On 30 September 2019, the FCA published Policy Statement 19/24: Illiquid assets and open-ended funds and feedback to Consultation Paper 18/27 (PS19/24).
In October 2018, the FCA consulted on changes intended to reduce the risk of poor outcomes to retail investors in open-ended funds, specifically non-UCITS retail schemes (NURSs), that invest in illiquid assets (see previous blog here). In PS19/24, the FCA summarises the feedback it received to the consultation, its response to the feedback and sets out its final rules.
The FCA states that its final rules in PS19/24 reflects that it does not want to prohibit open-ended funds from investing in illiquid or less liquid assets where investors understand and are willing to accept the liquidity risk this can involve.
The FCA reports that following feedback to its consultation it will not proceed with two of its proposals:
- the requirement for a manager of a FIIA to add an ‘identifier’ to the name of the fund. However, fund managers are reminded that fund names should be carefully chosen so they do not mislead, as set out in COLL 6.9; and
- guidance relating to limiting the accumulation of large cash buffers within NURSs and UCITS funds.Under the new rules, where authorised fund managers managing NURSs choose not to manage the liquidity mismatch directly, for example by adapting the redemption arrangements to be more similar to the liquidity of the underlying assets, the fund will have to be classified as a FIIA and become subject to the additional requirements this brings.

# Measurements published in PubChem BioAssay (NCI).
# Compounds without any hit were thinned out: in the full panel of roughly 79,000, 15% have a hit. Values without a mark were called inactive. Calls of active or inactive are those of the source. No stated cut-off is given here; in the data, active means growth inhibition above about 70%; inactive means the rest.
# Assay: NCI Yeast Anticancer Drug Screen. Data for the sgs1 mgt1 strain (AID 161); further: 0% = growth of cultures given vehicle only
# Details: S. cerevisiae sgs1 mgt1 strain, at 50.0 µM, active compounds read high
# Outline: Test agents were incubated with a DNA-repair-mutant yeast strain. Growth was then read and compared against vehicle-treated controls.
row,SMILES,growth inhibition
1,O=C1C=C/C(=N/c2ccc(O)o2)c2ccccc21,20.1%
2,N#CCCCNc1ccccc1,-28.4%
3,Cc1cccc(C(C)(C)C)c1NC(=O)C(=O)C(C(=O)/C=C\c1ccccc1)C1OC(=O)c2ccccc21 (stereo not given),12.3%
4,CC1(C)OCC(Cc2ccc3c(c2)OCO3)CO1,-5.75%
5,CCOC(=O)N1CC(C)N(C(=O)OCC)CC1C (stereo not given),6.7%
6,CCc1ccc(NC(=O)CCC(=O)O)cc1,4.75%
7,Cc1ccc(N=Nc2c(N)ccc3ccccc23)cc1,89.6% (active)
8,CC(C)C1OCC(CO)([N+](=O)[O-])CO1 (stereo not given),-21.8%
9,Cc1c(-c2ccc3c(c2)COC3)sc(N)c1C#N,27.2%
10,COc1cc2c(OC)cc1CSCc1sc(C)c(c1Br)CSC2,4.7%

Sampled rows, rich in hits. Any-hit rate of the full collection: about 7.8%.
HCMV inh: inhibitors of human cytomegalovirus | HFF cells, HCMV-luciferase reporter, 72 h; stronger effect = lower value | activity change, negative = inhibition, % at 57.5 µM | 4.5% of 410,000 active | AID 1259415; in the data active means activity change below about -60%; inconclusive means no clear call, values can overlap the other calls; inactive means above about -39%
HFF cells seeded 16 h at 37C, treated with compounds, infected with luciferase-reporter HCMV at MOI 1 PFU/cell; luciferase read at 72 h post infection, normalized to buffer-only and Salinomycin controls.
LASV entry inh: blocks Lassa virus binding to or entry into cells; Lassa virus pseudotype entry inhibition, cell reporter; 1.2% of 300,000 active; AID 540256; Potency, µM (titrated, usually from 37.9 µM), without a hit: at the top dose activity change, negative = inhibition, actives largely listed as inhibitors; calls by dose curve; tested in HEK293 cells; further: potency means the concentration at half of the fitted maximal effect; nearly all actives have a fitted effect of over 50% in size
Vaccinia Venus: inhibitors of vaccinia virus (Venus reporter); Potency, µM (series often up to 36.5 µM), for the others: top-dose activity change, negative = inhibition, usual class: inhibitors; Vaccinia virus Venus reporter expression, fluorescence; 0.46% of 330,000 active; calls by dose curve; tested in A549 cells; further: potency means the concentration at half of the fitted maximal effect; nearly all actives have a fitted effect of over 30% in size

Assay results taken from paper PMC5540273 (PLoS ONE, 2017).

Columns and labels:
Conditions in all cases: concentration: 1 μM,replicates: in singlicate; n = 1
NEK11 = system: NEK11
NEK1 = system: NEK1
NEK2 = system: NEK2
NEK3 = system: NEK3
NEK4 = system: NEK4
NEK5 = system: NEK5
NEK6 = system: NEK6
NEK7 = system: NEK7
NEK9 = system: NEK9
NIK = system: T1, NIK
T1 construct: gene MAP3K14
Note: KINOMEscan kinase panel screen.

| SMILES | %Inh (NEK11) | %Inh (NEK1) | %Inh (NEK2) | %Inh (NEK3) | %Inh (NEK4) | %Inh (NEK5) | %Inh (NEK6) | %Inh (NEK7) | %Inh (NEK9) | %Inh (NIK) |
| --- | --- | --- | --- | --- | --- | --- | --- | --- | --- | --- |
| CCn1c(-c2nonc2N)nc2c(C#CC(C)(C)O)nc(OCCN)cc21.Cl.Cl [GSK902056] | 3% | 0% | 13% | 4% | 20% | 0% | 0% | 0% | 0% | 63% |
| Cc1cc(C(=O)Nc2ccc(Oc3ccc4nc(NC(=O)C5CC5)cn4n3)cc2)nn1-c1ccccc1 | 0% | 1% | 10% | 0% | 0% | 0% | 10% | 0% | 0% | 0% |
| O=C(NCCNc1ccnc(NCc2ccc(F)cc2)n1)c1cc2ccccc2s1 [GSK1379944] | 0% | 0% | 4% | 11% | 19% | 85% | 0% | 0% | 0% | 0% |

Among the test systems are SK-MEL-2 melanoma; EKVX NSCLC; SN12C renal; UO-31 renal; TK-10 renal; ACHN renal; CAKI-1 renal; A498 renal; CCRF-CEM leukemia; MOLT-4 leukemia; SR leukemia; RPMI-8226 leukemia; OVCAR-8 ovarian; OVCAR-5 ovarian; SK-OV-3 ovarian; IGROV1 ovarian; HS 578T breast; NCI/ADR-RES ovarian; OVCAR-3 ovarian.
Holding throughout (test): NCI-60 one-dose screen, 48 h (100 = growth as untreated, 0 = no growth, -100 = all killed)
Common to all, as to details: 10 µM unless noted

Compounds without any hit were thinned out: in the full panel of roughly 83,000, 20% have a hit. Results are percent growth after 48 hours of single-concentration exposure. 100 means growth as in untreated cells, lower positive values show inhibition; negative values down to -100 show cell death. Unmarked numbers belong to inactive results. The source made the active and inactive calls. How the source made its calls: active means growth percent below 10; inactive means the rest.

Other than the above, the FCA states that the final rules do not significantly differ from the proposed rules included in its earlier consultation.
Under the new rules, where authorised fund managers managing NURSs choose not to manage the liquidity mismatch directly, for example by adapting the redemption arrangements to be more similar to the liquidity of the underlying assets, the fund will have to be classified as a FIIA and become subject to the additional requirements this brings.
In terms of the new rules, these are in summary:
- NURSs holding property and other immovables to suspend dealing when there is material uncertainty about the valuation of at least 20% of the scheme property. However, an authorised fund manager will be allowed to continue to deal where they have agreed with the fund’s depositary that to do so is in the best interests of investors;
- managers of funds investing in illiquid assets to produce contingency plans for dealing with liquidity risks. Depositaries are also given a specific duty to oversee the processes used to manage the liquidity of the fund;
- further guidance is provided which is intended to clarify both the circumstances in which it may be appropriate to suspend dealing and the process for arriving at a fair and reasonable value for an immovable asset, where it needs to be sold quickly to ensure that the fund can continue to meet redemption requests as they fall due; and
- additional disclosure in a fund’s prospectus of the details of their liquidity risk management strategies plus a standard risk warning in financial promotions to retail clients for such funds (this applies to all firms communicating a financial promotion, not just the fund manager).
The new rules and guidance come into force on 30 September 2020. This will allow firms to use scheduled annual reviews of fund documentation to make the necessary changes.